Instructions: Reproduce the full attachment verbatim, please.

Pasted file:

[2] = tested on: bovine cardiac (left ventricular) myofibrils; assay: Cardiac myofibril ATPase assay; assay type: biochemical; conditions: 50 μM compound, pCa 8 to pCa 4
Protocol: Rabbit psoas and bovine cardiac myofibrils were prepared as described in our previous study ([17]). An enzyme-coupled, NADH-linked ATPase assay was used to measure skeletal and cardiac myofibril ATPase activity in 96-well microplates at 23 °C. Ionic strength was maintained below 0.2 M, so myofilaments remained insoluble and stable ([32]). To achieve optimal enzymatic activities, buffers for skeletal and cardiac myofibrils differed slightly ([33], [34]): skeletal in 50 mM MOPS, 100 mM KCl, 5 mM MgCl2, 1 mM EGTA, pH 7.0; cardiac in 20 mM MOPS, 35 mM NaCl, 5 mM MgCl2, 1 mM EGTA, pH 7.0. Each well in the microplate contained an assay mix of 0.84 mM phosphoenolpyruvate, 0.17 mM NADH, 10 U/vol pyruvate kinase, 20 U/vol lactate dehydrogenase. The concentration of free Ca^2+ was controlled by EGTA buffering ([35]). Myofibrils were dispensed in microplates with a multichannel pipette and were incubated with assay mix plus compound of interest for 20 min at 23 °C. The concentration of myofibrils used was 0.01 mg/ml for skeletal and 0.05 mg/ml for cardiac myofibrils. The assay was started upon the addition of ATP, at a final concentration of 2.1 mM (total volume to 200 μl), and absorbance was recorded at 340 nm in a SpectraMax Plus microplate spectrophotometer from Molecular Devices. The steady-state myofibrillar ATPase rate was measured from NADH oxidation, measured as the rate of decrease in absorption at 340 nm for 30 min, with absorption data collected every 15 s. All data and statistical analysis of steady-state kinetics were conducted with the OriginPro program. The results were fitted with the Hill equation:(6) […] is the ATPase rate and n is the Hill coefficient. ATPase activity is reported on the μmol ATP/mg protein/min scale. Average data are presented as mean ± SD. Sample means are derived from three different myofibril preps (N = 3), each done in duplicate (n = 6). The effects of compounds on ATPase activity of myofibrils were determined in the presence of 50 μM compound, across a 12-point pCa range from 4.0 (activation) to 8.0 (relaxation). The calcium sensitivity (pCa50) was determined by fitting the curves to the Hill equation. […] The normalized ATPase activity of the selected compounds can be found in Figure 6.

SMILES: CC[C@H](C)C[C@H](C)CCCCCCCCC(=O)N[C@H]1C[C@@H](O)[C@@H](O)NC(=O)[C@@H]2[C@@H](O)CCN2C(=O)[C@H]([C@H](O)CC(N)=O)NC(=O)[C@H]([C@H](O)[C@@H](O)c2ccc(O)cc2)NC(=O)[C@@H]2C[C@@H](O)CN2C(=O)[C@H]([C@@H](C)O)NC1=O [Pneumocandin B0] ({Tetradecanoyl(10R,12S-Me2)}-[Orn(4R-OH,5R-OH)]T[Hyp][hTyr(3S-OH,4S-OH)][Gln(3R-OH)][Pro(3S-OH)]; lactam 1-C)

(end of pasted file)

[2] = tested on: bovine cardiac (left ventricular) myofibrils; assay: Cardiac myofibril ATPase assay; assay type: biochemical; conditions: 50 μM compound, pCa 8 to pCa 4
Protocol: Rabbit psoas and bovine cardiac myofibrils were prepared as described in our previous study ([17]). An enzyme-coupled, NADH-linked ATPase assay was used to measure skeletal and cardiac myofibril ATPase activity in 96-well microplates at 23 °C. Ionic strength was maintained below 0.2 M, so myofilaments remained insoluble and stable ([32]). To achieve optimal enzymatic activities, buffers for skeletal and cardiac myofibrils differed slightly ([33], [34]): skeletal in 50 mM MOPS, 100 mM KCl, 5 mM MgCl2, 1 mM EGTA, pH 7.0; cardiac in 20 mM MOPS, 35 mM NaCl, 5 mM MgCl2, 1 mM EGTA, pH 7.0. Each well in the microplate contained an assay mix of 0.84 mM phosphoenolpyruvate, 0.17 mM NADH, 10 U/vol pyruvate kinase, 20 U/vol lactate dehydrogenase. The concentration of free Ca^2+ was controlled by EGTA buffering ([35]). Myofibrils were dispensed in microplates with a multichannel pipette and were incubated with assay mix plus compound of interest for 20 min at 23 °C. The concentration of myofibrils used was 0.01 mg/ml for skeletal and 0.05 mg/ml for cardiac myofibrils. The assay was started upon the addition of ATP, at a final concentration of 2.1 mM (total volume to 200 μl), and absorbance was recorded at 340 nm in a SpectraMax Plus microplate spectrophotometer from Molecular Devices. The steady-state myofibrillar ATPase rate was measured from NADH oxidation, measured as the rate of decrease in absorption at 340 nm for 30 min, with absorption data collected every 15 s. All data and statistical analysis of steady-state kinetics were conducted with the OriginPro program. The results were fitted with the Hill equation:(6) […] is the ATPase rate and n is the Hill coefficient. ATPase activity is reported on the μmol ATP/mg protein/min scale. Average data are presented as mean ± SD. Sample means are derived from three different myofibril preps (N = 3), each done in duplicate (n = 6). The effects of compounds on ATPase activity of myofibrils were determined in the presence of 50 μM compound, across a 12-point pCa range from 4.0 (activation) to 8.0 (relaxation). The calcium sensitivity (pCa50) was determined by fitting the curves to the Hill equation. […] The normalized ATPase activity of the selected compounds can be found in Figure 6.

SMILES: CC[C@H](C)C[C@H](C)CCCCCCCCC(=O)N[C@H]1C[C@@H](O)[C@@H](O)NC(=O)[C@@H]2[C@@H](O)CCN2C(=O)[C@H]([C@H](O)CC(N)=O)NC(=O)[C@H]([C@H](O)[C@@H](O)c2ccc(O)cc2)NC(=O)[C@@H]2C[C@@H](O)CN2C(=O)[C@H]([C@@H](C)O)NC1=O [Pneumocandin B0] ({Tetradecanoyl(10R,12S-Me2)}-[Orn(4R-OH,5R-OH)]T[Hyp][hTyr(3S-OH,4S-OH)][Gln(3R-OH)][Pro(3S-OH)]; lactam 1-C)